Your Lordships may wish to know why we thought it appropriate to specify in subordinate legislation the categories of staff to whom the new paragraph is to apply. It is to enable us to ensure that the necessary protection is provided not only to the grades currently employed by RHAs but to any equivalent successor grades which may

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in future replace them. I should, however, make clear that the intention is not to extend further the employment rights of these staff but to preserve their existing rights. We have no plans to use the power to provide for categories of staff not currently employed by RHAs.

I will now turn to the amendment tabled in the name of the noble Baroness, Lady Jay. That amendment seeks to provide for postgraduate deans to be health service employers for the purposes of the government amendments. I can assure your Lordships that NHS authorities listed as employers in the government amendment encompass the full range of potential employers for the staff concerned after 1st April 1996.

I would be entirely inappropriate for deans to be added to the list of employers. They are not health service bodies. No other individuals are statutorily designated as employers within the NHS; nor are any other NHS staff employed by individuals in the way that the amendment would suggest. The postgraduate deans will themselves be employees of one or more other bodies. Decisions are yet to be made about the various options in our discussion document, but there is even a possibility that the deans might in future be employed outside the NHS.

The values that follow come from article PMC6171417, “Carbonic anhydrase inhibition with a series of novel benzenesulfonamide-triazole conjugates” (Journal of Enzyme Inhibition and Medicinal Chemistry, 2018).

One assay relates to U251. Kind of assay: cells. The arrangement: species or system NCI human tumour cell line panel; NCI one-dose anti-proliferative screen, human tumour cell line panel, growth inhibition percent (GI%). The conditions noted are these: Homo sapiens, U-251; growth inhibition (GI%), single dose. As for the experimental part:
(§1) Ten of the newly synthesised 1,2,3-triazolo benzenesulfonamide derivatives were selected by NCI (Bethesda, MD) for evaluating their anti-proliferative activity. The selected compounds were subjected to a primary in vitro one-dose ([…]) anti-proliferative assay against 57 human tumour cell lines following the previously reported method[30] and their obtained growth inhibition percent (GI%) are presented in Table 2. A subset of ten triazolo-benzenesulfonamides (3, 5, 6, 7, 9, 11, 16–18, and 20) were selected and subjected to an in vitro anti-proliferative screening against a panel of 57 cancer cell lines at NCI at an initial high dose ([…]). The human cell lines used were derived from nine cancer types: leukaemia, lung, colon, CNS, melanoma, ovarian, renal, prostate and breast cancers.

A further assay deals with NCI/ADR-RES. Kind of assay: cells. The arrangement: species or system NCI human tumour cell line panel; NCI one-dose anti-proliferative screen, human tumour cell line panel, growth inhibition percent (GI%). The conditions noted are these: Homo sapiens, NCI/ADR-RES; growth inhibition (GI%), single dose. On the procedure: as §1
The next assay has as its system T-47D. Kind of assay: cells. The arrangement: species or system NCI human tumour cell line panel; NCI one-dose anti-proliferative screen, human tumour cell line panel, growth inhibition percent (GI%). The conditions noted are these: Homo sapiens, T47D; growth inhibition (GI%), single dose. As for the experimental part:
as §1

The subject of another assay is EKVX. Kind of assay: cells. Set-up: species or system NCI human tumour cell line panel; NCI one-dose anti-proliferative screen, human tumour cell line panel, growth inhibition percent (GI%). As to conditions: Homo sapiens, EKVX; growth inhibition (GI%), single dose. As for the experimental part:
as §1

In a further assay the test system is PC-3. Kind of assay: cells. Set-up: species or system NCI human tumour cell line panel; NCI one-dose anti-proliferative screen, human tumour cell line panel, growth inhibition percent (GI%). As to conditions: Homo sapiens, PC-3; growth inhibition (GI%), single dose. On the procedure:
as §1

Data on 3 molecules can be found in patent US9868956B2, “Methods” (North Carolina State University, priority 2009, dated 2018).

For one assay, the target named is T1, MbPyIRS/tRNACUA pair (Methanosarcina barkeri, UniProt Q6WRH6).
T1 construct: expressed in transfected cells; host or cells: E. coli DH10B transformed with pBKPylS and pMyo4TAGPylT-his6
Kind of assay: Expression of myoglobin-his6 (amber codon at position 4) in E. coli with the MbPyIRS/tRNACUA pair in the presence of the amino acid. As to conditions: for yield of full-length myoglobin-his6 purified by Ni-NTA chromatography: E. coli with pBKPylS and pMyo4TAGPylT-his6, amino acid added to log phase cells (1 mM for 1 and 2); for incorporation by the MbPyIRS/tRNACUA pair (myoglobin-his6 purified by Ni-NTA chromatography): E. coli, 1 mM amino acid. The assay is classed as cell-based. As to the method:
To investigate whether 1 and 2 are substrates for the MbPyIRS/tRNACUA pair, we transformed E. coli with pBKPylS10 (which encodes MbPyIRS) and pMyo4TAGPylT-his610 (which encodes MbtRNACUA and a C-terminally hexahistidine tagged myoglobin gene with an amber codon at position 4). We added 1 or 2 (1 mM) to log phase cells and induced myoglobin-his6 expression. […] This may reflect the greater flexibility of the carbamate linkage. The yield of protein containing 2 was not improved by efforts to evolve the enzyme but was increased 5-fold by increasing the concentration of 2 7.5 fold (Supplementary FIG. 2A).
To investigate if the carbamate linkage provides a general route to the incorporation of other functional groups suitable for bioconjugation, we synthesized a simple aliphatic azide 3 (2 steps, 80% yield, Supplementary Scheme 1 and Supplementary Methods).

I hope that I have made clear that the amendment would not be workable and that, therefore, the noble Baroness will consider withdrawing it. I invite your Lordships to agree to the government amendments which, we believe, provide a helpful and necessary safeguard. I beg to move.

4.45 p.m.

Lord Rea: My Lords, I should like to take the opportunity to speak to Amendment No. 7 which is included in the current group of amendments. We tabled the amendment in order to allow us to continue the discussion on postgraduate and continuing medical education. In fact, at each stage of the Bill in this House the matter has been discussed. We need to continue to discuss the matter because, despite what the Minister said, we are still not quite certain about how the Government intend to safeguard the training component of the contracts of junior hospital doctors, notwithstanding the issue of a document during the Committee stage giving options for postgraduate, medical and dental education.